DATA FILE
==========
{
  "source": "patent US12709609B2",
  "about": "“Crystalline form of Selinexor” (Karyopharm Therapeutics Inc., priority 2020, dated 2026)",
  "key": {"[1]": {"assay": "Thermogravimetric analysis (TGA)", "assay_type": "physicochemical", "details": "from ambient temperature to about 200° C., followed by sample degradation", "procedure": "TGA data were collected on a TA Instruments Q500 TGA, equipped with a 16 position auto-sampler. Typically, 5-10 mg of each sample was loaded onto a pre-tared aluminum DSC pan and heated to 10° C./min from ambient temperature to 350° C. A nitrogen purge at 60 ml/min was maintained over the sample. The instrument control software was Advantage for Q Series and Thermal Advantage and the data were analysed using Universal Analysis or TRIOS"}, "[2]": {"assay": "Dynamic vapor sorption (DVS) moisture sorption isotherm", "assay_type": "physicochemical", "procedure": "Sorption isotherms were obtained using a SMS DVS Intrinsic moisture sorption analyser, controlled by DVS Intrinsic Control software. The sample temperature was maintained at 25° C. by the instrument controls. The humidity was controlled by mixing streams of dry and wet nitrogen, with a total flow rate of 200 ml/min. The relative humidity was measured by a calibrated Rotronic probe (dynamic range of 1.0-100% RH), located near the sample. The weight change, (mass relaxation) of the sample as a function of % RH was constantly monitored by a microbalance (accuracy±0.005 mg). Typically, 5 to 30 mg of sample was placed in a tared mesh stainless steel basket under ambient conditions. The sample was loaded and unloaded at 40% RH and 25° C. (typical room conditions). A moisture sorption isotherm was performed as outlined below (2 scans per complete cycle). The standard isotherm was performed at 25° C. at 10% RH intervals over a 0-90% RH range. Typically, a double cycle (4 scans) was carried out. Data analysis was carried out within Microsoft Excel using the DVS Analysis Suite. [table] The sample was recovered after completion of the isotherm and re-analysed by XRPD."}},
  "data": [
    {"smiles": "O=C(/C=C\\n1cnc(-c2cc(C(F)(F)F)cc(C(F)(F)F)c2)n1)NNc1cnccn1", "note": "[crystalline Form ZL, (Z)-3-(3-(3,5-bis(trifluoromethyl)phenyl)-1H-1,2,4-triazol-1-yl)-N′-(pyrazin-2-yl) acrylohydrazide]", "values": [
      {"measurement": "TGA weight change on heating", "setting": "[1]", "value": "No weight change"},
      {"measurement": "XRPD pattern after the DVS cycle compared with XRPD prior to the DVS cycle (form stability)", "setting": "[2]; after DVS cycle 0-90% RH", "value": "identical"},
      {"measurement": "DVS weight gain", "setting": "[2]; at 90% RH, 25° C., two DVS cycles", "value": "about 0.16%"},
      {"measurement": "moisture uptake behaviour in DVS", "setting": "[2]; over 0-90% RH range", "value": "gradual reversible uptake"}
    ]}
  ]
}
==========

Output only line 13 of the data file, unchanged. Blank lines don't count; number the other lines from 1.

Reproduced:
}